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Local groups prepare vulnerable Milwaukeeans for extreme weather conditions

Close up view on HVAC units (heating, ventilation and air conditioning).
Stock Adobe
Close up view on HVAC units (heating, ventilation and air conditioning).

The summer heat is finally beginning to cool down, but the heat waves are just beginning in the region. Recent forecasts of weather trends show the Milwaukee-area at the tip of a major heat belt emerging in the central midwestern U.S.. In the coming decades, heat waves are likely to become more frequent and more dangerous, with temperatures that can cause health problems and even death.

With an aging population and housing, Milwaukeeans are especially vulnerable to intense weather changes. As energy prices go up, it's become more expensive to heat or cool aging homes that aren't energy efficient, and access to air conditioning units (including fans) becomes more unattainable.

"When there is a heat wave we often times have situations where the home itself will not have air conditioning and [the resident's] sources of funds to access these services or access something that would be even equivalent to a fan or any kind of air conditioning unit, are nonexistent," says Lynnea Katz-Petted, CEO of Revitalize Milwaukee, which recently got a grant to help weatherize Milwaukee homes and put in air conditioning units.

Intense heat can exacerbate health conditions and create new health problems, according to Dr. Stephanie Findley, the managing director of the Findley Foundation. Her organization holds clinics in Milwaukee neighborhoods where poor housing conditions and access to care compound the effects of extreme weather.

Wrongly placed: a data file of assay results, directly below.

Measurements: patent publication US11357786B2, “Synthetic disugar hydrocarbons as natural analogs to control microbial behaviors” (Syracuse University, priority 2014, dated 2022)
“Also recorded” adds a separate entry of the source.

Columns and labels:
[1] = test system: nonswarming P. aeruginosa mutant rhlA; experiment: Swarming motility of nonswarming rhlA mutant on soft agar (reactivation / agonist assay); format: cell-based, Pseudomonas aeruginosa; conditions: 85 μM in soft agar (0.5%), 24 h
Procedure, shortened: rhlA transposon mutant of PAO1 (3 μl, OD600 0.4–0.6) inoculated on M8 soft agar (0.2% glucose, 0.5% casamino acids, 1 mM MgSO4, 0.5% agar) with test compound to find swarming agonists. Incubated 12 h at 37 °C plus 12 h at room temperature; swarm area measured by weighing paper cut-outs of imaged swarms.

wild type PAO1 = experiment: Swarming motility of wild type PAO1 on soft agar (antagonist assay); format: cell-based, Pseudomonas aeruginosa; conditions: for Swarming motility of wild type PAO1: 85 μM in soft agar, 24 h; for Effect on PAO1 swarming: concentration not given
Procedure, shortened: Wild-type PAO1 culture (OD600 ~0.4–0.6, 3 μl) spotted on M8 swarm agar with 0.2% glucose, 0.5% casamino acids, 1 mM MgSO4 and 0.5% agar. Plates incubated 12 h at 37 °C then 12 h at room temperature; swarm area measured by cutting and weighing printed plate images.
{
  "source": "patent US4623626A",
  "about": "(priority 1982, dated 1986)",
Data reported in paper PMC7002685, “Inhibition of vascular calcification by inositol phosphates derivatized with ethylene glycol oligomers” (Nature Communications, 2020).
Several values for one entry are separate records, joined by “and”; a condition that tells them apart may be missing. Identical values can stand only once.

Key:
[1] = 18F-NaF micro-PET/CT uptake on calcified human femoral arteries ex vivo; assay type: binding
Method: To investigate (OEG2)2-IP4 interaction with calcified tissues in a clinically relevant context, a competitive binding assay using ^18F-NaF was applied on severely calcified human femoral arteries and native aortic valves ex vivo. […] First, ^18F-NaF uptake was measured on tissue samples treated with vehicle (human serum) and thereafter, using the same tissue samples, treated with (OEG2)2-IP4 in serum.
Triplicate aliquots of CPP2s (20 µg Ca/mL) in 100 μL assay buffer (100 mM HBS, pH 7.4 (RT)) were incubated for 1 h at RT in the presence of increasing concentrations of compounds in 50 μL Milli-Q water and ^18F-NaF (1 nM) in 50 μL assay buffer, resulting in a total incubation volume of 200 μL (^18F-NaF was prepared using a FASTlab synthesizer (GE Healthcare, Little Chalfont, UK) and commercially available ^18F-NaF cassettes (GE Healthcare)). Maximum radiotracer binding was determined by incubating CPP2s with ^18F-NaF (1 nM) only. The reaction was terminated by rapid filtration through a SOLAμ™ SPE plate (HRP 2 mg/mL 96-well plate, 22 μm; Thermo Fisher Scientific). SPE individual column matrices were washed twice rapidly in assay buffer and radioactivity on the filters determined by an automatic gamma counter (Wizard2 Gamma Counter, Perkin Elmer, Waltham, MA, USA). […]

Findley explains, "Heat exhaustion can kill you if you don't have anything to keep an individual cool ... If you have hypertension, there's a chance that you will have swelling due to the heat... may not have air conditioning, but if we can get them some box fans and we can get them bags of ice that they can use to keep their areas cool, that will be able to help."

That's where community partnerships come in. Both Findley and Katz-Petted say community partnerships are a vital part of identifying people in need and connecting them with the resources that can help them. Dr. Eve Hall, CEO of the Greater Milwaukee Urban League, says her organization is focused on connecting each of these organizations in the area to create a larger safety net that can catch people who might otherwise slip through the cracks of coverage.

"Our role as an urban advocacy organization is for us to really look at some policies and practices... so that we can really advocate when we see these inflationary prices and we know the impact on our families, or the non-responsiveness sometimes from departments that should be responding to a lot of the concerns," says Hall.

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Joy Powers hosts and produces Lake Effect. She joined WUWM in 2016.
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